'You'll soon regret it': Jean-Claude Juncker slaps down Britain over Brexit

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Europe’s most powerful official today said Britain will “soon regret” Brexit as he mapped out plans for a powerful superstate without the UK.

In a keynote speech, Jean-Claude Juncker used Britain’s departure to embark on a drive towards deeper integration of the 27 remaining states.

He airily dismissed Britain’s departure as “not the be all and end all” for the other 27 states.

“Brexit is not the future of Europe,” he said, stressing that the rest would “move on”.

His speech came as a former Brexit Minister made a dramatic intervention in the debate over Britain’s withdrawal by urging the Government to break the deadlock by offering to pay into the Brussels budget during a transition period of up to two years.

Lord Bridges said a bold offer could secure a transitional that would protect jobs and growth during Brexit.

“We should make it clear that we are willing to continue to contribute to the EU budget as we cross the bridge – in other words, between March 2019 and the end of 2020,” he said.

The peer, who resigned from the Government, said Brexit was a “gargantuan” challenge and said the UK must be “honest” about the “complexity and scale” of it.

Speaking in the House of Lords, he also criticised “careless talk” by Downing Street aides that Mrs May wanted to be remembered for other policies.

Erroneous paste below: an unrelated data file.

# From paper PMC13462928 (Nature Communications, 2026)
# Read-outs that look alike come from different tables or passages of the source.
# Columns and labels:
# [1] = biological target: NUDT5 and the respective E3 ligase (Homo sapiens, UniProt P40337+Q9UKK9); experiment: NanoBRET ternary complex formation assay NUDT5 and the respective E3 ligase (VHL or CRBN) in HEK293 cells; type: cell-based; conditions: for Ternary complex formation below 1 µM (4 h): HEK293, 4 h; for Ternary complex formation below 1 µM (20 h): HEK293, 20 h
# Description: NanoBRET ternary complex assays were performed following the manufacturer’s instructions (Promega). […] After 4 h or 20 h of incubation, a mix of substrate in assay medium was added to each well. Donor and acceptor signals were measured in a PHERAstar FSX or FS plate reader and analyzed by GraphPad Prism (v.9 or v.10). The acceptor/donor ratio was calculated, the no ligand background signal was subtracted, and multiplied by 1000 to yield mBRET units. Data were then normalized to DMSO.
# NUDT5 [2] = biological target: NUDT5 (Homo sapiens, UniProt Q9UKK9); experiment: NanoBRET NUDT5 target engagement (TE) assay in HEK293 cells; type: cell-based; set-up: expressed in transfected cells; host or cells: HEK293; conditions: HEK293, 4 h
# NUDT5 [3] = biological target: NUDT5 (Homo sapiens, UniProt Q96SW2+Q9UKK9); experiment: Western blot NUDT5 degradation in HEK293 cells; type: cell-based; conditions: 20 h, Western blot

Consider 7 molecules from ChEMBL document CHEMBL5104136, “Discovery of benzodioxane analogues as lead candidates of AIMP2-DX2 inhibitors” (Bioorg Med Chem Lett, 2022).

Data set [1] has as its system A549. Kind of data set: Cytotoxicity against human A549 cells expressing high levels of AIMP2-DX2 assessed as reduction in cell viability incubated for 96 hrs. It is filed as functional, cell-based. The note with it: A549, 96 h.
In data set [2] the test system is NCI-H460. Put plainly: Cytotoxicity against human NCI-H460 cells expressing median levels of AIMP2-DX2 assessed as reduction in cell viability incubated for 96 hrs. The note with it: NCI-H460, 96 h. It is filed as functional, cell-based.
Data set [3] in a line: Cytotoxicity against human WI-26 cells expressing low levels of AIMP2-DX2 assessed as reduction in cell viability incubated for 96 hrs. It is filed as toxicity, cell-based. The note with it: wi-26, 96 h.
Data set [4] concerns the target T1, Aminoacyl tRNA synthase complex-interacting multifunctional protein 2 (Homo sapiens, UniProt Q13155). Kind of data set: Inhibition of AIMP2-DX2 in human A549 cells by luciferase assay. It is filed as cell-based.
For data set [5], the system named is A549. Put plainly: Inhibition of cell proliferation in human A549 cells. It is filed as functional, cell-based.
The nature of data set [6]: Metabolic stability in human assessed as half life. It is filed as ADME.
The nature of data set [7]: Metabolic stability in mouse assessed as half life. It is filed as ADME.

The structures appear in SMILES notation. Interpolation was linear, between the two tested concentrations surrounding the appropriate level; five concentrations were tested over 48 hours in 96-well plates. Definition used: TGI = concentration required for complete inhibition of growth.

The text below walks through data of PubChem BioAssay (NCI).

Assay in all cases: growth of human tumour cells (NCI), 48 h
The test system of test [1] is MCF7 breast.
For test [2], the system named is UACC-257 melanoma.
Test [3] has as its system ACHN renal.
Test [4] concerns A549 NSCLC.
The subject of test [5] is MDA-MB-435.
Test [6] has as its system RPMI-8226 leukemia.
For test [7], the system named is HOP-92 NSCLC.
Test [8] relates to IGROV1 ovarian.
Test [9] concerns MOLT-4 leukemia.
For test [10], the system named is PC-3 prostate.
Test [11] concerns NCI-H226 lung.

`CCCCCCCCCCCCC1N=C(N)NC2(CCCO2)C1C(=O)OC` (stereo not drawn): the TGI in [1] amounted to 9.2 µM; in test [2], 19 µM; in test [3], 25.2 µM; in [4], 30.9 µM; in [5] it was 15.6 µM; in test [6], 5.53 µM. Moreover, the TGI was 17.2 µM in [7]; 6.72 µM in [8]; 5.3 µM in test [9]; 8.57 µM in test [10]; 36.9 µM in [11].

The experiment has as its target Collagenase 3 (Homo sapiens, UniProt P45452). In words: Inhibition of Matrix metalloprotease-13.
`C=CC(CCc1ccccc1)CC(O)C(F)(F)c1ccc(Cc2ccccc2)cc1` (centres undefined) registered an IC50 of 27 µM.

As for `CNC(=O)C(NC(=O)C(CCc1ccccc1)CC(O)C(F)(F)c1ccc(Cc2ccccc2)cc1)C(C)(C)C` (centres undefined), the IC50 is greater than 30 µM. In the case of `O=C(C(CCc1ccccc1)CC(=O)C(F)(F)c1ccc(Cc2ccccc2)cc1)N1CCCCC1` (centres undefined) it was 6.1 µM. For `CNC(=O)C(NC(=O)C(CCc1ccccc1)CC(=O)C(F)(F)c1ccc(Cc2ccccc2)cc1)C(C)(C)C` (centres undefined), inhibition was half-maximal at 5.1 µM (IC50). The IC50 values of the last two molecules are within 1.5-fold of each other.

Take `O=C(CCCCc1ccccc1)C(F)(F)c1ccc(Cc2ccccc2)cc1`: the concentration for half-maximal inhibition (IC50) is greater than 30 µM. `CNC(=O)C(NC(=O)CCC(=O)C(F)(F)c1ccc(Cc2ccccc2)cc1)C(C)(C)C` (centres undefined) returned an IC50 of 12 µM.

In a caustic passage, Lord Bridges said: “To say we do not wish to be defined by Brexit is like Winston Churchill saying in 1940 he did not want his government to be defined by the war.”

Mr Juncker gave only a few minutes of his hour-long address to Brexit. He said: “This will be a very sad and tragic moment in our history. We will always regret this, and I think that you will regret it as well, soon.”

He would “respect the will of the British people” but he boasted that the “wind is back in Europe’s sails”.

“We will move on because Brexit isn’t everything, it’s not the future of everything, it’s not the be all and end all.”

The Eurocrat devoted most of his presidential “State of the European Union” address in the European Parliament to a bold power-grab.

Strikingly, he proposed there should be a new elected President of Europe to “steer the ship”, combining his own job as president of the Brussels-based Commission with the post of Council President, currently held by Donald Tusk.

Other proposals include setting European taxes in future by majority voting, which would mean stripping away the right of individual countries to veto taxes. 

He announced an EU summit to be held on the day after Brexit, 30 March 2019, in the Romanian city of Sibiu where the 27 should lay out their future plans.

In future, he said, all EU states should be members of the single currency zone and the Schengen travel area, increasing the so called “core” of the club.


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